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U.S. Senator McCain Says No Peace In Afghanistan Without Pakistan Involvement


U.S. Senator John McCain (R-AZ) attends the Senate Armed Services Committee hearing on worldwide threats on Capitol Hill in May 23

Influential U.S. Senator John McCain (Republican-Arizona) says peace in Afghanistan or elsewhere in the region is not possible without the involvement of Pakistan.

McCain, a former U.S. presidential candidate, said on July 2 during a visit to Islamabad that "we will not have peace in the region without Pakistan."

The comments come after Reuters news agency quoted two U.S. officials last month as saying the administration was considering hardening its attitude toward Islamabad because of the ease with which Pakistan-based militants have been able to launch attacks across the border in Afghanistan.

"Our relationship is more important perhaps than ever before," McCain said as he left a meeting with Sartaj Aziz, Pakistan's top foreign-policy official, and army chief General Qamar Javed Bajwa.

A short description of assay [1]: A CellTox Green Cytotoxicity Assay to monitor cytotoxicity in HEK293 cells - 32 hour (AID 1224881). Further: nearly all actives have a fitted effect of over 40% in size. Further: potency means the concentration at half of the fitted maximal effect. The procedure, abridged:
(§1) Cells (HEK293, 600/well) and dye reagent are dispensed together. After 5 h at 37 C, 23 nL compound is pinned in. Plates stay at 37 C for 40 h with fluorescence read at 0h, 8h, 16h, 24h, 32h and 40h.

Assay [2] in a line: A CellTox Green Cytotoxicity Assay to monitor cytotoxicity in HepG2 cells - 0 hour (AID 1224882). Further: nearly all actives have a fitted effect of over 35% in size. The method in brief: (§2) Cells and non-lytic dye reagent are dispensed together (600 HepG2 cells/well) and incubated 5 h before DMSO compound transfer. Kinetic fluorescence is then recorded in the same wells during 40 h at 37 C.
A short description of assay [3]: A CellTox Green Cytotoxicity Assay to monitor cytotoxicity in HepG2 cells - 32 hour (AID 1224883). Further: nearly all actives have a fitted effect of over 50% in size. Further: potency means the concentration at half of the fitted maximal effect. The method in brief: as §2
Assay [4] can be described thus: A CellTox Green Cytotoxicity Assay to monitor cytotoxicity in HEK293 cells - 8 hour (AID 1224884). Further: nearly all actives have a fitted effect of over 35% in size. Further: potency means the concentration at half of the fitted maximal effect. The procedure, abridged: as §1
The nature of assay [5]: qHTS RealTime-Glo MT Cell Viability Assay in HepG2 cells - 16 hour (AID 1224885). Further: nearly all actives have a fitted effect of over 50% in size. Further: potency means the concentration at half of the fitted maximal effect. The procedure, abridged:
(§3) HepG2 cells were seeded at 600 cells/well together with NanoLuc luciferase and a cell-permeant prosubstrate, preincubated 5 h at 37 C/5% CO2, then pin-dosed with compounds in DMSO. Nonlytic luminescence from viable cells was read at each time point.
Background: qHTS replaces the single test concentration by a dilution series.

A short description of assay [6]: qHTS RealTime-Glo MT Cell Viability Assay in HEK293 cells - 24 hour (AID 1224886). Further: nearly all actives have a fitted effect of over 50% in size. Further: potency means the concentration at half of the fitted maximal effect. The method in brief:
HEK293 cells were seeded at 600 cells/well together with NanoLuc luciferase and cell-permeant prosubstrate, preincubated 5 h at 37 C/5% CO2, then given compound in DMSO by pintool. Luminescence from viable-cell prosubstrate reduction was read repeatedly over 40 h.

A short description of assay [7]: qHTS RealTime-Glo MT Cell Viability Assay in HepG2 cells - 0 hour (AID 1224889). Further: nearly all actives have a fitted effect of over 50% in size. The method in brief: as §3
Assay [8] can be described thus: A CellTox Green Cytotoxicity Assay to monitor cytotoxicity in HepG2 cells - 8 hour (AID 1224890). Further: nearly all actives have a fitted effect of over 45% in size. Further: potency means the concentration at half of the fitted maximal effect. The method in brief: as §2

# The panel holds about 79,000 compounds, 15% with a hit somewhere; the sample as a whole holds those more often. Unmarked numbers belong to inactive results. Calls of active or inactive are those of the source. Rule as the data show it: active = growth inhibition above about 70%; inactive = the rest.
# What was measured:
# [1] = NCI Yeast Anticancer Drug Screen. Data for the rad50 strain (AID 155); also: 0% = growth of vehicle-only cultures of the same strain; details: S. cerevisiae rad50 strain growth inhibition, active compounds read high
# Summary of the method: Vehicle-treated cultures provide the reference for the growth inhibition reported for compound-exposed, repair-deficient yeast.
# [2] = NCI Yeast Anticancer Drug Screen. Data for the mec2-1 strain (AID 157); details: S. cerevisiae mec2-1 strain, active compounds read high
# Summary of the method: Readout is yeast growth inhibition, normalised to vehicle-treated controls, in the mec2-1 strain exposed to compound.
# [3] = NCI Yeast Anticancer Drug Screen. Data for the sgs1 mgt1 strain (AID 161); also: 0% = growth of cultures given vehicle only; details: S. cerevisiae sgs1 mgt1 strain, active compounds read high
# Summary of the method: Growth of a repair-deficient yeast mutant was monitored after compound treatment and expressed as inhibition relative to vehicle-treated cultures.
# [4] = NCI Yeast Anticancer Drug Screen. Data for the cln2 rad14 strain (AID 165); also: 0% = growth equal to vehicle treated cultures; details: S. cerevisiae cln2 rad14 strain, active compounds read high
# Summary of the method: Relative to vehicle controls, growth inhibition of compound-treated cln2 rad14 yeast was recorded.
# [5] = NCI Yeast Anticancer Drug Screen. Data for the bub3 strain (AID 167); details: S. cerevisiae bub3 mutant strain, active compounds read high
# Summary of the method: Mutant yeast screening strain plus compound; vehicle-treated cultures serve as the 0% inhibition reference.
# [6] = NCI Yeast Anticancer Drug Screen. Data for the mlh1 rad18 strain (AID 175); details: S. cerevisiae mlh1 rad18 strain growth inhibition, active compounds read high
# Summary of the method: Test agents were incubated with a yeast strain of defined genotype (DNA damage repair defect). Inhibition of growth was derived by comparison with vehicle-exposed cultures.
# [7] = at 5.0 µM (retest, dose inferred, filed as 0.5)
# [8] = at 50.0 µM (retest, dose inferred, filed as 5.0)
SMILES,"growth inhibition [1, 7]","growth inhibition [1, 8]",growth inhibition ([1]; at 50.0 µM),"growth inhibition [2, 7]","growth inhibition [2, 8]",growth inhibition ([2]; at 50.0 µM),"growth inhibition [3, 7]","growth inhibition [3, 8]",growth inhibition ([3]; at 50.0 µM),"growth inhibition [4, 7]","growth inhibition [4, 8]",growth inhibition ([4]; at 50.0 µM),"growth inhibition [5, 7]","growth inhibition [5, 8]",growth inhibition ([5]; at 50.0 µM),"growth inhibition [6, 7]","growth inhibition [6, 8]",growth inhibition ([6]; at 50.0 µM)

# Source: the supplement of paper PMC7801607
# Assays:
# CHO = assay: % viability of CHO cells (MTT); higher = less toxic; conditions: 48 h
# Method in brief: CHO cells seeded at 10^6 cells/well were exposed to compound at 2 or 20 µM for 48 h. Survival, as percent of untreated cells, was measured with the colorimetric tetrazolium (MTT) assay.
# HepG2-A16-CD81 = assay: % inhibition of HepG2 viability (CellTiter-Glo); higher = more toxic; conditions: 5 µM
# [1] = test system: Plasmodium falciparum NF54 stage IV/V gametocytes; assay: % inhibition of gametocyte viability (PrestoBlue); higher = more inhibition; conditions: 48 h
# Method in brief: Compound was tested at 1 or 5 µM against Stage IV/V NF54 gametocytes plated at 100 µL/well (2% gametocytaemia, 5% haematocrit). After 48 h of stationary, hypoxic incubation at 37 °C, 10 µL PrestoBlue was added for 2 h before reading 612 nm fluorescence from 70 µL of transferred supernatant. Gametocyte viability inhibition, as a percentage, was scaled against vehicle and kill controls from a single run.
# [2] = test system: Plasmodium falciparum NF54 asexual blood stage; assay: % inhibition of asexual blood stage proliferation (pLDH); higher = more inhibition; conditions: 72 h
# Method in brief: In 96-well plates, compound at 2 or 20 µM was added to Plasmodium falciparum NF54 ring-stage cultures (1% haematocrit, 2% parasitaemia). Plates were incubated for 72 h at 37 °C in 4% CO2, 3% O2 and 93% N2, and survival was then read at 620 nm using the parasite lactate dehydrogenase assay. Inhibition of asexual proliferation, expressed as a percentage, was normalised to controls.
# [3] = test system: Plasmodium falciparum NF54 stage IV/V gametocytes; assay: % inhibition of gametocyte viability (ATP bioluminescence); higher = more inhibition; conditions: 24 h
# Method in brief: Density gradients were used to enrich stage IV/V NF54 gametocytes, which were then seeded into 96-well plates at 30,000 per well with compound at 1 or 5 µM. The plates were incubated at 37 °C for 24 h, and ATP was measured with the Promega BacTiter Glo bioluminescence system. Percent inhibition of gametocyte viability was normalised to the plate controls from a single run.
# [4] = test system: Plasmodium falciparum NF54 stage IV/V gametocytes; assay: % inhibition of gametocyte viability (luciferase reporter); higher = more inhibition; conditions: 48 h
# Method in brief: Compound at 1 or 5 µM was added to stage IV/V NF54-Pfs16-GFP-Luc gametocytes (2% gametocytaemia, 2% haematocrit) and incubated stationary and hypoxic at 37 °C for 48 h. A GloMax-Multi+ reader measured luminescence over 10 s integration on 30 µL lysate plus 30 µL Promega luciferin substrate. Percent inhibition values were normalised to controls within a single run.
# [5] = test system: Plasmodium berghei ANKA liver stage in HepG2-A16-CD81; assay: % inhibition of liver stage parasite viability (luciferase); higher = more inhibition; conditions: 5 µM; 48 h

Aziz said that the strategic partnership between Pakistan and the United States was "critical to achieve peace and stability in the region and beyond."

McCain was accompanied by a bipartisan group of senators -- Lindsey Graham, Elizabeth Warren, Sheldon Whitehouse, and David Perdue.

U.S. critics say Islamabad is not doing enough to crack down on extremist networks. They claim that militant safe havens in Pakistan have allowed Taliban-linked extremists to plan attacks in Afghanistan and to return to safety.

Pakistan says it has helped track down terrorists, suffering hundreds of deaths itself in Islamist militant attacks in response to the crackdowns.

Based on reporting by Reuters, Xinhua, VOA, and Pakistan Today

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